Well, obviously some of us can laugh at an actual woman performing stand-up. Just as obviously, some of us can't. Why not?

To even begin to answer that, we have to look away from individual comics and turn our attention instead to an archetype of the comedian – one function that stand-up plays in contemporary culture. The solitary man with the mic addressing what's wrong with the world, pointing out our own foibles, and giving us a way to laugh at life's absurdity is a long way from the comic of film or TV or theatre. He's not part of an ensemble. He's not part of a story. He's self-made, and we pay for his wisdom. We relinquish our own authority for an hour – or a tight five – in order to allow him the authority to explain something of our lot to us.

The real model of the stand-up comic isn't the clown or the storyteller. It's closer to the dad giving a speech at a wedding. Historically, he grew out of the master of ceremonies who controlled the unruly crowd of the music hall or vaudeville show; later, he was the entertainer who provided relief for the troops during wartime. In each of these situations, the laughter he sought was balanced by the authority he exerted – he gave us reason for high spirits, but reminded us of our place at the same time. The stand-up comic is no different. We laugh at his jibes, while waiting, terrified, for the moment when his attention will settle on us.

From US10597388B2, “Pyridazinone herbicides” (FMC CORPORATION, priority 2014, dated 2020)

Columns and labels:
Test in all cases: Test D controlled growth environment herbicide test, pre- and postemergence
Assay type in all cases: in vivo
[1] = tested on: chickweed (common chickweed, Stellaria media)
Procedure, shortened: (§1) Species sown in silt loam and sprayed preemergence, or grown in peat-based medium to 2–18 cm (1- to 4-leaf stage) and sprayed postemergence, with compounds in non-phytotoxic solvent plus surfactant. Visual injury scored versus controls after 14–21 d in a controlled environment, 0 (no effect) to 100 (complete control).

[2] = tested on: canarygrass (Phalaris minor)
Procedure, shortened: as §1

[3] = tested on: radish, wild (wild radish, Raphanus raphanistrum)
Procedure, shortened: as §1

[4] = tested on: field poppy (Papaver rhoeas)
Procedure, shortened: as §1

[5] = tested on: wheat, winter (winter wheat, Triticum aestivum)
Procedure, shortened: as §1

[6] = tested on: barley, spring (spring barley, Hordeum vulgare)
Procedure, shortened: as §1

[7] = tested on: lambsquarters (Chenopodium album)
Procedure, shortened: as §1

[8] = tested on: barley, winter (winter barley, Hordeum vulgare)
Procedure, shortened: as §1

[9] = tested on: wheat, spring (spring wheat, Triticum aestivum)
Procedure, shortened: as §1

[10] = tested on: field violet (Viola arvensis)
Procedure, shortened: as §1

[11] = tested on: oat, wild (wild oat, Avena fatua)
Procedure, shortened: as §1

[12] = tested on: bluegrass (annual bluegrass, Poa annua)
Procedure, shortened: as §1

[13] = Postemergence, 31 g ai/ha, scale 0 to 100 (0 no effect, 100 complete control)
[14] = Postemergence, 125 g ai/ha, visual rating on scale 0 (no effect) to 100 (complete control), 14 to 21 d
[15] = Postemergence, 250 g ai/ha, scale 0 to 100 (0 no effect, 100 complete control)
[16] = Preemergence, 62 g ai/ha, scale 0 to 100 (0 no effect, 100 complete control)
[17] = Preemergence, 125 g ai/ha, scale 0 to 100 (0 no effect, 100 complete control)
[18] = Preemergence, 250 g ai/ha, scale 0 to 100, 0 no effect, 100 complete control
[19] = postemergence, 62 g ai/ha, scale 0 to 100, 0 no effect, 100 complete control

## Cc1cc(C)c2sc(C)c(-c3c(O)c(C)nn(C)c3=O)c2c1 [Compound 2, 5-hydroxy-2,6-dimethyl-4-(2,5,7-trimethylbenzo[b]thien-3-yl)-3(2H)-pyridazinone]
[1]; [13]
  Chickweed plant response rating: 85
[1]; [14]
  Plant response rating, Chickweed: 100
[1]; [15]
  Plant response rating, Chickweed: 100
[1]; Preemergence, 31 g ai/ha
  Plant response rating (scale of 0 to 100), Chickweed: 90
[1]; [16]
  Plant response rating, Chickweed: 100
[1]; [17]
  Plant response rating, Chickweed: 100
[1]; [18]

The good stand-up, in Western culture, is the good father.

He makes us feel safe while keeping us reminded of his power to cut us down with a word. He commands his crowd. If he falters, he dies. If he dies, it unsettles us. The entire performer-audience dynamic of stand-up is geared towards this relationship (and I won't write an essay on the Oedipal dynamic of hecklers, but I could).

This paternalism plays out across the spectrum of popular culture – anxieties about appropriate and preferable father figures can be read into everything from Shakespeare to Star Wars. Whole books have been written about 70s and 80s cinema's crisis of paternity, citing absent dads from ET to The Exorcist as proof of an ongoing search for a new model of masculinity authority. And this seems to me one of the suppressed drives of stand-up: do you prefer your Jason Byrne, dragging his punters around on stage in a cardboard box while yelling till he's tomato-faced? Or your David O'Doherty, gently serenading you with quirky ditties that maintain a space for innocence? Or do you like to see men failing to command respect, their shows deliberately falling apart or dissecting their inner workings and demystifying our own desires towards comedy? Who's your daddy?